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Best Companies, Dealing with the Cost-of-Living Crisis session at Best Companies Live Q3 2022 event
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Giving Something Back: Dealing with the Cost-of-Living Crisis

With the UK’s cost-of-living crisis set to deepen in the autumn of 2022 and into the New Year, how are leaders easing the financial pressures their employees are facing, as well as ensuring any initiatives are sustainable for their business? That’s the question we put to our panellists during August’s Best Companies Live event, where they spoke about their responses to the rising costs facing employees and how that’s impacted engagement overall.

In the following article we share the highlights from the conversation and look at some of the initiatives and support systems they’ve put in place, and how their colleagues have got involved. If you would prefer to watch the full session, please click the video above.

Data obtained from organisations surveying with Best Companies first indicated that there were upcoming challenges around ‘Fair Deal’ between October-December 2021.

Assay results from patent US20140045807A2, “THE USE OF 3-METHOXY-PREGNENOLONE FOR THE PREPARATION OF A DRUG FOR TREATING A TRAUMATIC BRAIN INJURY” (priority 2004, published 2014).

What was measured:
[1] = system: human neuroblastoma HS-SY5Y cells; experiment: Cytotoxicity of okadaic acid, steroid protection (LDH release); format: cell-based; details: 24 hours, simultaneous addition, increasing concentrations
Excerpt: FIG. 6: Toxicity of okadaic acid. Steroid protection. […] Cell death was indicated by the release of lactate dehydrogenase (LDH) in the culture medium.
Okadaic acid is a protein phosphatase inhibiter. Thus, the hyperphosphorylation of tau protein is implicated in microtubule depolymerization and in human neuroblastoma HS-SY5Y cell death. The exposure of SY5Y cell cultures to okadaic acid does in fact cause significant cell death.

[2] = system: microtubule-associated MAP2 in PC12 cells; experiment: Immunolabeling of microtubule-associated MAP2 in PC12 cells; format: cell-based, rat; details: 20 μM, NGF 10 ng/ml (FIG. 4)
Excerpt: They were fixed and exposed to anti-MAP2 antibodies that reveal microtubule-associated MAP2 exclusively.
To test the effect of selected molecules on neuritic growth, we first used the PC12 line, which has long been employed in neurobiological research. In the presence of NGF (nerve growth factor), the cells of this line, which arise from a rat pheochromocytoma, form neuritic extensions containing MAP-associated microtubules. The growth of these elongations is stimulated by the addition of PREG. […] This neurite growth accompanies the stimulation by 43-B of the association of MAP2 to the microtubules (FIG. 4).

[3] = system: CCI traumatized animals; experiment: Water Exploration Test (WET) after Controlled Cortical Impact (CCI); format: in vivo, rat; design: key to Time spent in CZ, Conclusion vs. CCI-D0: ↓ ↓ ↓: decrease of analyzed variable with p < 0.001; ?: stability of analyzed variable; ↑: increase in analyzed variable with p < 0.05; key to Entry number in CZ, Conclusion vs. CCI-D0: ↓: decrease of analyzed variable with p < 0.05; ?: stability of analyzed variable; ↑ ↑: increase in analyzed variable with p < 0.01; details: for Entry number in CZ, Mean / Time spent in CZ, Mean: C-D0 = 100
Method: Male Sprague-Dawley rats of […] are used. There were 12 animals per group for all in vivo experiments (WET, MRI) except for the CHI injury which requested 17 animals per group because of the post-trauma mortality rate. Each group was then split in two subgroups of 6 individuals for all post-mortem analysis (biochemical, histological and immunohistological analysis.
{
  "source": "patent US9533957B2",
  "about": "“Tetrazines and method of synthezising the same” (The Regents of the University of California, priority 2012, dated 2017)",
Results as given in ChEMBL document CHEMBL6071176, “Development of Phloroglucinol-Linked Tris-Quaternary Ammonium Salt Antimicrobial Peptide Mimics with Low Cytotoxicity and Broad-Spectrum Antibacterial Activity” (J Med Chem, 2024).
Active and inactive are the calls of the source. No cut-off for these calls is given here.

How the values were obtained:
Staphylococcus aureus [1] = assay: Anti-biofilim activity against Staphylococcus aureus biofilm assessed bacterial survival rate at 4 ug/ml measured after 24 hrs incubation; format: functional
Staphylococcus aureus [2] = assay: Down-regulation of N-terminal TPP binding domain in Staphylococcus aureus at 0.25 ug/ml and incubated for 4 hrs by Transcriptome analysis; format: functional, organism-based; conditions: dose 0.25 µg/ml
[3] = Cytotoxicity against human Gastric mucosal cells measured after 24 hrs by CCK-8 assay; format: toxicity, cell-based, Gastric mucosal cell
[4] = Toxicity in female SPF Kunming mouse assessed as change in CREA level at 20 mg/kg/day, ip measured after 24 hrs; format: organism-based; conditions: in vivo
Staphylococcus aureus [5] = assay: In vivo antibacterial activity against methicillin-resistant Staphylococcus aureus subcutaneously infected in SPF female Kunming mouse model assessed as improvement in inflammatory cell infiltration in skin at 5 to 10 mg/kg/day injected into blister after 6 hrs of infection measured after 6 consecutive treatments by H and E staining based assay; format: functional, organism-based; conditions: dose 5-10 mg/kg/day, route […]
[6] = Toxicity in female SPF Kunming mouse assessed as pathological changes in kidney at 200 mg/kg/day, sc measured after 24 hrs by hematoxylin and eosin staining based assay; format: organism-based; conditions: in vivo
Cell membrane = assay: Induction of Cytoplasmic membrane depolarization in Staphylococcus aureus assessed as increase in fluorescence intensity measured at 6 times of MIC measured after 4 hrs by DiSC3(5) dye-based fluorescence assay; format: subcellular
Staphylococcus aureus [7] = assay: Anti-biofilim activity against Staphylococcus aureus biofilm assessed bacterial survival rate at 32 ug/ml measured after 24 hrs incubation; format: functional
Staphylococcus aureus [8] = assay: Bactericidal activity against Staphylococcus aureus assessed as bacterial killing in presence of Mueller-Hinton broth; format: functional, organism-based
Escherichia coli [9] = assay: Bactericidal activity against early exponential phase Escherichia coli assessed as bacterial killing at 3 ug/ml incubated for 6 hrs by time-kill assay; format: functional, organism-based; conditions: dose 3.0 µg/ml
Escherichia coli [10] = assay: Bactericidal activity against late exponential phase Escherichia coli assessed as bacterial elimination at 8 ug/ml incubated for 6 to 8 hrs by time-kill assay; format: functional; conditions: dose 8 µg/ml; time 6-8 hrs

The Fair Deal factor is one of the eight workplace factors that make up our methodology and looks at how well employees feel they are treated and how their pay and benefits compare to similar organisations.

Ordinarily, this factor is what we term a ‘hygiene factor’, meaning it doesn’t directly influence any other. However, since employees started to anticipate the rise in fuel and living costs at the beginning of 2022, it has, for the first time, started to influence the way they feel about both leadership and the company at large.  

So just how do organisations go about addressing the pressures that their employees are facing and instil confidence in their approach? And, with costs rising for businesses, too, how can leaders ensure that any measures taken are sustainable?

“These are tricky times and stressful for everyone”

For Andrew Mckinley, Director of Finance and Commercial Services at NHS Business Services Authority, the key to helping employees comes from asking what support they need.

“We undertake research with our staff and understand what's going to be important to them,” he explained. “Off the back off this, we've introduced a variety of financial wellbeing support, including giving loans to our staff, helping them to make savings directly from their pay into saving ISAs, and giving them financial advice through an employee assistance programme. These are tricky times and stressful for everyone, so having this advice and access to support has been really popular.”